Version 5 of the CENTURY model consists of monthly and daily time-step versions, which we call Century5 and DayCent5, respectively. Both share a large portion of their algorithms. DayCent5 includes maintanence respiration, daily soil hydrology and soil temperature submodels, and trace gas submodels.
Century5 and DayCent5 represent a substantial change in the technical aspects of the model implementation, along with some additional algorithms, and the ability to integrate into other models and the IRC gridded model, and run many simulations concurrently using the C5MPI. While most of the core algorithms of the model have not changed, the organization of the code, the programming language, and many of the file formats are new.
CENTURY 4 source code has been translated from Fortran 77 to ANSI standard C++. During the process of translation, the code was reorganized into C++ classes. Where possible, data management code and many algorithms were reorganized to take advantage of the object-oriented architecture available with C++. Most of these classes are mostly self-contained units that can be reused elsewhere, either as-is or extended for additional functionality using the inheritance capabilities of C++.
In addition to reorganization of the code, many of the files that CENTURY uses were reorganized using the netCDF file format and function library. These files are platform-independent; that is, they can be moved onto many different computer systems from various manufacturors with various operating systems, and be read by any netCDF software on that platform which wants to access those files.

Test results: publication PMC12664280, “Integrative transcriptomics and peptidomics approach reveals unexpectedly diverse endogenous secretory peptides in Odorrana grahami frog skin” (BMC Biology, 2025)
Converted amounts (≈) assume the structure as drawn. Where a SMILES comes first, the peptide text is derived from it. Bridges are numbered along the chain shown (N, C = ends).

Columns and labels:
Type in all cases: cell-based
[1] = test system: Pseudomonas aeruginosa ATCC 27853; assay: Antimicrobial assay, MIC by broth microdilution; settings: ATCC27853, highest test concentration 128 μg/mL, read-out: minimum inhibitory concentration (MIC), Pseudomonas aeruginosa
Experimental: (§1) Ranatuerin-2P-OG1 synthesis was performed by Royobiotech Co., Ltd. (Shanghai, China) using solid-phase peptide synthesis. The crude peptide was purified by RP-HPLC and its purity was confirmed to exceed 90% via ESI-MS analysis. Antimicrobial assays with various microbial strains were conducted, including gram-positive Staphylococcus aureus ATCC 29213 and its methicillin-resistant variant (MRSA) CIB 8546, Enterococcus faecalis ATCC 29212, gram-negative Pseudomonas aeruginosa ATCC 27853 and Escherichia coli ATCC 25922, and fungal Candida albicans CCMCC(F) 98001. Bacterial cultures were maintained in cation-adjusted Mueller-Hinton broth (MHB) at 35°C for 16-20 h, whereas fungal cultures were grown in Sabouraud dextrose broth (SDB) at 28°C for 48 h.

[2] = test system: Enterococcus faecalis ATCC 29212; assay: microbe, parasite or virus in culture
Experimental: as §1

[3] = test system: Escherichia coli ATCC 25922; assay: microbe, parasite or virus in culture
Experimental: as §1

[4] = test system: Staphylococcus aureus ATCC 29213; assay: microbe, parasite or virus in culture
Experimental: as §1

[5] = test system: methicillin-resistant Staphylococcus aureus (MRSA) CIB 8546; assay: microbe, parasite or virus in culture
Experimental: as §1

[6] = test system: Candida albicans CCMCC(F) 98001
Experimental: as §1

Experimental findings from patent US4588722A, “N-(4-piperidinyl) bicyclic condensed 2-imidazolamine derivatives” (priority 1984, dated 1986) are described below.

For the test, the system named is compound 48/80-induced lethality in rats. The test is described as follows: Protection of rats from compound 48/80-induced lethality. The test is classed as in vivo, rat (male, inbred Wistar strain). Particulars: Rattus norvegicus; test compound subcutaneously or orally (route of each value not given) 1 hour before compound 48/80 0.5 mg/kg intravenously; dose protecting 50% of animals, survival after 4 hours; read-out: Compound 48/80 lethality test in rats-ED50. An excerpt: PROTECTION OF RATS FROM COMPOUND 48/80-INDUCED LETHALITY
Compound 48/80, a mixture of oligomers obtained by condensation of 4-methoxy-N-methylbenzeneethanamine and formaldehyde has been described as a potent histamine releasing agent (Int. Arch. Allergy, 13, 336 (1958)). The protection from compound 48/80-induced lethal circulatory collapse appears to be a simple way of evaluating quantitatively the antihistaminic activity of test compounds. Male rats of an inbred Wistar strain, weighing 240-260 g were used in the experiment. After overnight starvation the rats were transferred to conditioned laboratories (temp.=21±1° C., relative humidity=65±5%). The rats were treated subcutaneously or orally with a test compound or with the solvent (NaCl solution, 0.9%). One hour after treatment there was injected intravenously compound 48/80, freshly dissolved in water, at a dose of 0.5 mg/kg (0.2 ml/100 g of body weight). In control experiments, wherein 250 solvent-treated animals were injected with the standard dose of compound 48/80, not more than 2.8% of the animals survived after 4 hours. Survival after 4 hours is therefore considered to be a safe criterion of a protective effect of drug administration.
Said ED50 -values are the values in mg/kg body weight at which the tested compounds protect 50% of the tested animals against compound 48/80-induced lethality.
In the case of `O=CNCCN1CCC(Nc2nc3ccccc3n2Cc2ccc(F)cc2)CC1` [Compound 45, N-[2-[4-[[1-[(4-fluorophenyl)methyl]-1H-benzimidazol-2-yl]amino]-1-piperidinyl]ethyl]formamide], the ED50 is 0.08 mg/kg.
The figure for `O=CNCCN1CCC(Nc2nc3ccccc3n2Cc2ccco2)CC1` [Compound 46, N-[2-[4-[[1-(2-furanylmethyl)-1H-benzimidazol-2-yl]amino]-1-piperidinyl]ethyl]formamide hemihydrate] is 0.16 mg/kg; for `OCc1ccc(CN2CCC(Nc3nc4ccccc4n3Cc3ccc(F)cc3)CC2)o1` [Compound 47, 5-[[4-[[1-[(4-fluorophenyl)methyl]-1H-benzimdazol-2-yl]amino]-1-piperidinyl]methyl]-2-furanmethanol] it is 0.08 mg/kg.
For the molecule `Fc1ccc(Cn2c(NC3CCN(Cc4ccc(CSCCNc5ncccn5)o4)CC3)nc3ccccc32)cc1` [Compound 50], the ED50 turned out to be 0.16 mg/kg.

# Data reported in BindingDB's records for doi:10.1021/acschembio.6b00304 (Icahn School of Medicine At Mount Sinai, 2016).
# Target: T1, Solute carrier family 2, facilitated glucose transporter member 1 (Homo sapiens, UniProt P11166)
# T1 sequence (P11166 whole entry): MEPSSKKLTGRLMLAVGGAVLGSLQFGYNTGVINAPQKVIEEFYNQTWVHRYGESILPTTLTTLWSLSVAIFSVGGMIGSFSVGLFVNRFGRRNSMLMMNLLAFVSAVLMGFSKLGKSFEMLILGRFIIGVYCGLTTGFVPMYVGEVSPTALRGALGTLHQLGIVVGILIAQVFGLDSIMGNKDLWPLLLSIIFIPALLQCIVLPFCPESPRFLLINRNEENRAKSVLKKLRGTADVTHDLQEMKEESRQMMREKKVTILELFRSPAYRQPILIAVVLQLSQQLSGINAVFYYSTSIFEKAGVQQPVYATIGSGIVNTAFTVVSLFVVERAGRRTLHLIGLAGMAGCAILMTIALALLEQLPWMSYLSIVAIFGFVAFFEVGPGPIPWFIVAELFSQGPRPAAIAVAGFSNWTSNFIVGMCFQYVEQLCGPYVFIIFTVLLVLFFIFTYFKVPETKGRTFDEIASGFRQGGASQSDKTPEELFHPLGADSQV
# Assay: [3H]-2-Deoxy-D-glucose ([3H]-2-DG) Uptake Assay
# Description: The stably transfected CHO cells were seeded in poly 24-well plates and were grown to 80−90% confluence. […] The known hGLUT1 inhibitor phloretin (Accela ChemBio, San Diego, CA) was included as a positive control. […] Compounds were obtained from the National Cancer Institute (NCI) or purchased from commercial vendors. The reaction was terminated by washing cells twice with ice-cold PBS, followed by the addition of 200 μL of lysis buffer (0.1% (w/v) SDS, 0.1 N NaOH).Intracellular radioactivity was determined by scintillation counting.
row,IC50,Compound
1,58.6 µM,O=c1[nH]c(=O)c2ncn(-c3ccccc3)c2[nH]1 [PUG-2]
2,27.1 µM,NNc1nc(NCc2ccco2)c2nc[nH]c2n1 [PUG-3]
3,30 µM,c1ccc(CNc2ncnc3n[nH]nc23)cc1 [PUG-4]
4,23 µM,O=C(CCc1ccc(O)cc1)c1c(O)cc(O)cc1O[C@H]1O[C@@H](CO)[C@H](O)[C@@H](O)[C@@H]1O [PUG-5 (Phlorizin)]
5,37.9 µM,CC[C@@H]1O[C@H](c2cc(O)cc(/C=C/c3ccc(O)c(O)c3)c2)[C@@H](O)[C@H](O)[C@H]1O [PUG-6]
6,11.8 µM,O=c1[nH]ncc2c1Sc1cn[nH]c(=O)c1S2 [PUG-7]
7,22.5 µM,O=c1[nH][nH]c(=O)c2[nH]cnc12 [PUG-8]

We verified the C++ version by checking that it produced essentially the same results as the Fortran version, using a suite of CENTURY 4 site parameter sets and associated CENTURY 4 schedule files. The results of version 5 were compared against the output of version 4. Accounting for modifications, bug fixes, and enhancements in version 5, the results were very similar.
Since we did fix bugs, added new features to the simulation code, and reorganized many parts of the code, the results you will get from version 5 should not match exactly your version 4 results, and in some cases, may be quite different. Significant effects can result from, among the many modifications, the correct incorporation of runoff into the water model, and the addition of a layered physical soil structure.